During the stoppage of the elevator car 32, the brake shoe 24 continues to push against the brake wheel 20 by means of the action of the spring (not shown) as described above. Upon the elevator car 32 receiving a command starting signal, the brake coil 26 is energized to move the brake shoe 24 away from the brake wheel 22. At the same time the contact pairs 12a, 12b and 12c of the electromagnetic switch are closed to permit the converter 14 to generate a DC output or the direct current which is, in turn, smoothed by the smoothing capacitor 16 and then applied to the inverter 18. The inverter 18 inverts the DC output to a three-phase AC power having a variable voltage and a variable frequency. That AC power is supplied to the induction motor 20 to start the latter. This results in the initiation of travel of the elevator car 32.

In these circumstances, the inverter control device 38 controls the inverter 18 to adjust the voltage and frequency of the three-phase AC power. Thus the speed of rotation of the induction motor 20 and therefore a travel speed of the elevator car 32 is automatically controlled with a high accuracy.

When the elevator car 32 approaches a floor of a building served thereby at which the elevator car 32 is predetermined to be stopped, the same is decelerated. At that time the contact pairs 12a, 12b and 12c of the electromangetic switch are opened to disconnect the converter 14 from the three-phase AC source R-S-T. Simultaneously the brake coil 26 is deenergized to cause the brake shoe 24 to push against the brake wheel 22 to apply the braking force to the latter as described above until the elevator car 32 is stopped at the abovementioned floor.

During the stoppage of the elevator car 32, the smoothing capacitor 14 is not charged because the contact pairs 12a, 12b and 12c are put in their open position. This means that an electric charge on the smoothing capacitor 14 is slowly discharged due to leakage currents flowing through elements included in both the converter 14 and the inverter 18 and a current flowing through an overvoltage monitoring resistor (not shown) etc. If the elevator car 32 continues to be stopped for a long time interval then a voltage across the smoothing capacitor 16 will be sharply reduced. Under these circumstances when a command starting signal is issued, the contact pairs 12a, 12b and 12c of the electromagnetic switch are closed to permit a high charging current to flow into the smoothing capacitor 16. This has resulted in the disadvantages as described above.

The present invention contemplates to eliminate the disadvantages of the prior art practice as described above by the provision of means for preventing the closure of the contact pairs of the electromanetic switch connected to the AC input of the converter in response to a low voltage across the smoothing capacitor.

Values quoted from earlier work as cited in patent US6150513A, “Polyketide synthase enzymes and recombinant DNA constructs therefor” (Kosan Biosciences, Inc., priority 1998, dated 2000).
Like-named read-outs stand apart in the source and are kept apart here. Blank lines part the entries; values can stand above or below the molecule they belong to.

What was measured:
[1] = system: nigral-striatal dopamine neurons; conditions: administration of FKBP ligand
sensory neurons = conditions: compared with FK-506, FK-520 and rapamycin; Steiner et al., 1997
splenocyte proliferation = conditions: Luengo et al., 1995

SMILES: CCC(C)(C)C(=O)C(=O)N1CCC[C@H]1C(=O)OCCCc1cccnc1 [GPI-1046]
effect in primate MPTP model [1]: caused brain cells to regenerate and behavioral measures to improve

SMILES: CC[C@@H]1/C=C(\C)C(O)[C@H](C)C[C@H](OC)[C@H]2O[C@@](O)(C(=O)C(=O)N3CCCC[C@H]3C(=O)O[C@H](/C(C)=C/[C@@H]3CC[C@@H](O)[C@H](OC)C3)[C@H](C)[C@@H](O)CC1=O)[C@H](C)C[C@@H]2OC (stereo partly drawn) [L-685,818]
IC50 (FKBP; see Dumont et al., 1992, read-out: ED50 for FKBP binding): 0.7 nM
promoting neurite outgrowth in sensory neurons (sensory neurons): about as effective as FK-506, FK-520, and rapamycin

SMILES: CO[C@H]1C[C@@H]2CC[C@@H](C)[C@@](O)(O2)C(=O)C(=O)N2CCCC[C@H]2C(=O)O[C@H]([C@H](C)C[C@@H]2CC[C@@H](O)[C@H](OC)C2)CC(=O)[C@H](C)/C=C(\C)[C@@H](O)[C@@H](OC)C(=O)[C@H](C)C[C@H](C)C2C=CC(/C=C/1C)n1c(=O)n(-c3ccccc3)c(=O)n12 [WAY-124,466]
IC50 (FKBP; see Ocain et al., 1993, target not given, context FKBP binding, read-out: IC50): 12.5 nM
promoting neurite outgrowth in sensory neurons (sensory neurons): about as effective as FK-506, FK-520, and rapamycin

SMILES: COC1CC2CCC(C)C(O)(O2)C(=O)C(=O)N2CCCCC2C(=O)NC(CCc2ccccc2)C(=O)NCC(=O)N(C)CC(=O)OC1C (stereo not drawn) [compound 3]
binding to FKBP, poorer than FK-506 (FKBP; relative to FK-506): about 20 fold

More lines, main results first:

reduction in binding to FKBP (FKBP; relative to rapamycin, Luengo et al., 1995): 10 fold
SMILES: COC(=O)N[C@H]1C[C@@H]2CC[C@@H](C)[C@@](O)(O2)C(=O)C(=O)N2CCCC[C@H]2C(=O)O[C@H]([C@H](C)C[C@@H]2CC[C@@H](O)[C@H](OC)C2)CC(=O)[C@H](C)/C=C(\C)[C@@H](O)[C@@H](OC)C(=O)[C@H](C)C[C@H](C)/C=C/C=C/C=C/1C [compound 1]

Referring now to FIG. 7 wherein like reference numerals designate the components identical to those shown in FIG. 1, there is illustrated one embodiment according to the AC elevator control system of the present invention. The arrangement illustrated is different from that shown in FIG. 1 only in that in FIG. 7 a three-phase rectifier 42 includes three AC inputs connected to the junctions of the contact pairs 12a, 12b and 12c of the electromagnetic switch and the circuit breaker 10 and a pair of DC output connected across the smoothing capacitor 16 through an impedance element 41 such as a resistor and also a voltage sensor relay 46 is connected across the smoothing capacitor 16. The three-phase rectifier 42 may be similar to the converter 14 and formed of a plurality of semiconductor diodes arranged in a three-phase bridge configuration to rectify the three-phase AC power from the AC source R-S-T into a direct current which is, in turn, supplied to the smoothing capacitor 16 through the impedance element 44. The voltage sensor relay 46 is responsive to an applied voltage in excess of a predetermined magnitude to be picked up and also responsive to an applied voltage less than the predetermined magnitude to be dropped out. Thus the voltage sensor relay 46 functions as a voltage sensor device.

The voltage sensor relay 46 includes a pair of normally open contacts 46a having one contact connected to a negative terminal--of a DC source through the electromagnetic switch as described above designated by the reference numeral 12 and the other contact connected to the positive terminal + of the DC source through a pair of normally open contacts 48a of a command start relay (not shown) as shown in FIG. 8. The DC source is provided apart from the arrangement of FIG. 7. The command start relay is responsive to the issue of the command starting signal as described above to be picked up.

The operation of the arrangement shown in FIG. 7 will now be described. The smoothing capacitor 16 is charged by the rectifier 42 through the impedance element 44 during the stoppage of the elevator car 32. On the other hand, when the voltage across the smoothing capacitor 16 is sufficiently high, the voltage sensor relay 46 is picked up to close the pair of normally open contacts 46a. Thus when the command starting signal is issued, the command starting relay is picked up to close the pair of normally open contacts 48a. The closure of the pairs of normally open contacts 46a and 48a causes the electromagnetic switch 12 to close the contact pairs 12a, 12b and 12c. Thereafter the arrangement of FIG. 7 performs the operation as described above in conjunction with FIG. 1.